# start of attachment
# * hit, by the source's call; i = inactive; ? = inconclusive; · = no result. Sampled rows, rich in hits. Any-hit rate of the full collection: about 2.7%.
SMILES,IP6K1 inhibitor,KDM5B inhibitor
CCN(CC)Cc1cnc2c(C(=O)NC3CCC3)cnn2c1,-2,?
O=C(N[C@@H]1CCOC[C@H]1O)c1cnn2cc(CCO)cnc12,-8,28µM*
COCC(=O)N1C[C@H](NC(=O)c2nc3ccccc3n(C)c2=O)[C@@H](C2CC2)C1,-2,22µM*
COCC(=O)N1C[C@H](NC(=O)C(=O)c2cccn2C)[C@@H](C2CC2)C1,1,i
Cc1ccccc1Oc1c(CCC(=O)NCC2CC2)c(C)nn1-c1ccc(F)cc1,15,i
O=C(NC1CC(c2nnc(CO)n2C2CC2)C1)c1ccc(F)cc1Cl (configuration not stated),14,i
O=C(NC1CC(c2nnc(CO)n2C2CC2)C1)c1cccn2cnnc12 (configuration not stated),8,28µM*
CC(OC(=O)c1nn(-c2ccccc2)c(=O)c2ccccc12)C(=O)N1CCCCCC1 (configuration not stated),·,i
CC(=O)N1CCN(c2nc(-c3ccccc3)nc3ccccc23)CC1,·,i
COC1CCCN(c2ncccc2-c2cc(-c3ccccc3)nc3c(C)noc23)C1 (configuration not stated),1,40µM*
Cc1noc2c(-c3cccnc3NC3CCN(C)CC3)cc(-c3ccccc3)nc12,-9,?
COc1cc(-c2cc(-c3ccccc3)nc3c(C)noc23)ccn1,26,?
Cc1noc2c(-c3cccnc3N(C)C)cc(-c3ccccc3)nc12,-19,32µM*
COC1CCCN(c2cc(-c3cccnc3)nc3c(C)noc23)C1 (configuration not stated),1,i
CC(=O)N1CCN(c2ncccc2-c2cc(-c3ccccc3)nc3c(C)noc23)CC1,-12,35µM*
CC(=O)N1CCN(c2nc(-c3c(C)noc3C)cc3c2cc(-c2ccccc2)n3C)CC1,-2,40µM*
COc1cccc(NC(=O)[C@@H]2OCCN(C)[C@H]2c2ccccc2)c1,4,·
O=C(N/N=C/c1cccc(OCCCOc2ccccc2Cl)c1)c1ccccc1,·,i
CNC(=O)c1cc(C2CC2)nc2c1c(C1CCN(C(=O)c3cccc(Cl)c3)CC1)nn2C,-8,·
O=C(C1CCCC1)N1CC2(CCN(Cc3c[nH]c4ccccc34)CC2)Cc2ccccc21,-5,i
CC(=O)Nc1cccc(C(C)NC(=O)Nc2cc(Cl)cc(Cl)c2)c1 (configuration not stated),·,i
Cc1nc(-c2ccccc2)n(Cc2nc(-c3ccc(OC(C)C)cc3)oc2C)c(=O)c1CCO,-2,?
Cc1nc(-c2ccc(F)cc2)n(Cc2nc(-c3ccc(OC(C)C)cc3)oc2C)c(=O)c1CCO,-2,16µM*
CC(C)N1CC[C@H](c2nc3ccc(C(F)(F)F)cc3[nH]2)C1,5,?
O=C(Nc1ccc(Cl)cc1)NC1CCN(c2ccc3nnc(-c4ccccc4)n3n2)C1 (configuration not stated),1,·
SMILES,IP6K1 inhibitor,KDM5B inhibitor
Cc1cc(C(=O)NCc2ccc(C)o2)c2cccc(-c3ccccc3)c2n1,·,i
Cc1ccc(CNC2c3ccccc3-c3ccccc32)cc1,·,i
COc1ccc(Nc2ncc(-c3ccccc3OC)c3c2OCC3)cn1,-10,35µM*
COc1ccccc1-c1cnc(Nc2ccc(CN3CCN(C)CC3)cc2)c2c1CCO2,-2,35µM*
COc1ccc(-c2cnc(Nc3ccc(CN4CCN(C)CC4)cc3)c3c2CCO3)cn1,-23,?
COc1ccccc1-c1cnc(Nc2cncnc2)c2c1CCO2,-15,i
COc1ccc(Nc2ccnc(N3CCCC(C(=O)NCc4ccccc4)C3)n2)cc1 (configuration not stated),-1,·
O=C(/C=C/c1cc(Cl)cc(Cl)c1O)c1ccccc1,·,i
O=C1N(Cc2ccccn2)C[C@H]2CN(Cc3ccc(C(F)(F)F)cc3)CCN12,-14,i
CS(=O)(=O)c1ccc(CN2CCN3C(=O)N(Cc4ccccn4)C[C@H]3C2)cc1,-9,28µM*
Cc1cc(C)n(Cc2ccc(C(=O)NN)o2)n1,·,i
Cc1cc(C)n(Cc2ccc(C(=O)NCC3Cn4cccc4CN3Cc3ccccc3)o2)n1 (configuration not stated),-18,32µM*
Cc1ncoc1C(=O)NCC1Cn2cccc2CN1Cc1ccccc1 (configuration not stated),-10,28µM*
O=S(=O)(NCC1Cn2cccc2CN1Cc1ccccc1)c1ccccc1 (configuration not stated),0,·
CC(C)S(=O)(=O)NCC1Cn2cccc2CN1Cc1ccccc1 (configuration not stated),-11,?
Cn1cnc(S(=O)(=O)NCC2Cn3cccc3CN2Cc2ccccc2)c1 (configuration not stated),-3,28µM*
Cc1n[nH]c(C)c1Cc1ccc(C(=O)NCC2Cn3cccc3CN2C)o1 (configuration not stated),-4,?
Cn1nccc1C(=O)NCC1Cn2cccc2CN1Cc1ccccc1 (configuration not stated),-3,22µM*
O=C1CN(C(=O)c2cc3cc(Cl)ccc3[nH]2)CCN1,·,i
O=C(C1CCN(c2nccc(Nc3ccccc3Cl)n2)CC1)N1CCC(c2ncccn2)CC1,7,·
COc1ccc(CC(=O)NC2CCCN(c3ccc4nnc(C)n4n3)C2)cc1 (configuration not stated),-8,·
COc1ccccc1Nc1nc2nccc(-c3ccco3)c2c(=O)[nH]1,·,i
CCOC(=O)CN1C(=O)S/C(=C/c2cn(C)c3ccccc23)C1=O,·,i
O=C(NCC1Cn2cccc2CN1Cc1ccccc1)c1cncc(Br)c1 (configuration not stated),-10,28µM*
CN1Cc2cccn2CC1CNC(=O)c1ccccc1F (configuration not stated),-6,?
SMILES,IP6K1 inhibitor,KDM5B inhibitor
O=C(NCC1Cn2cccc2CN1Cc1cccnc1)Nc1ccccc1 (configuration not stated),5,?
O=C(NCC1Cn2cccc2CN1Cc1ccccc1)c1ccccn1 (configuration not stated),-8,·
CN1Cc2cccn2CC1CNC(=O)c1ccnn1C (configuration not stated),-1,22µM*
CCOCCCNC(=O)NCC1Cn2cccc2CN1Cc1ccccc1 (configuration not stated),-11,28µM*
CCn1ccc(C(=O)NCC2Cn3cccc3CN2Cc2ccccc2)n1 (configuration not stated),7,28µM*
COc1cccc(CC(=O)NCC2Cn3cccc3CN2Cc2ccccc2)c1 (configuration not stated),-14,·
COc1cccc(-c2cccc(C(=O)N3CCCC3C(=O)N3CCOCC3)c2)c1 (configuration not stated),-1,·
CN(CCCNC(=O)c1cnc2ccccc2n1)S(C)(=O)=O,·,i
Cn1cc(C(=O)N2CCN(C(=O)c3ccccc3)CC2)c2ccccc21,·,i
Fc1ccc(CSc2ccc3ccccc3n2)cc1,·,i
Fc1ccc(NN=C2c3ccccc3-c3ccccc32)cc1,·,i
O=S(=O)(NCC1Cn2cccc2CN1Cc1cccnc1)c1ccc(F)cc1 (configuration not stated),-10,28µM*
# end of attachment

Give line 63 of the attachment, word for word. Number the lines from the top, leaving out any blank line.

Cn1cc(C(=O)N2CCN(C(=O)c3ccccc3)CC2)c2ccccc21,·,i